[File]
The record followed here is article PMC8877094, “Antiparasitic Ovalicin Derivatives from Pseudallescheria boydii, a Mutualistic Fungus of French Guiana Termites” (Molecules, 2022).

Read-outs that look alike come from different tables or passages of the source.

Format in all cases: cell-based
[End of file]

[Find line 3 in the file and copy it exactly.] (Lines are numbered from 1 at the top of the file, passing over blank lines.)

Format in all cases: cell-based